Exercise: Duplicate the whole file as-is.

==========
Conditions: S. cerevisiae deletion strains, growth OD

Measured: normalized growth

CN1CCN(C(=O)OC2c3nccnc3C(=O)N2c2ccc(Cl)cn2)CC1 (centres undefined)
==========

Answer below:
Conditions: S. cerevisiae deletion strains, growth OD

Measured: normalized growth

CN1CCN(C(=O)OC2c3nccnc3C(=O)N2c2ccc(Cl)cn2)CC1 (centres undefined)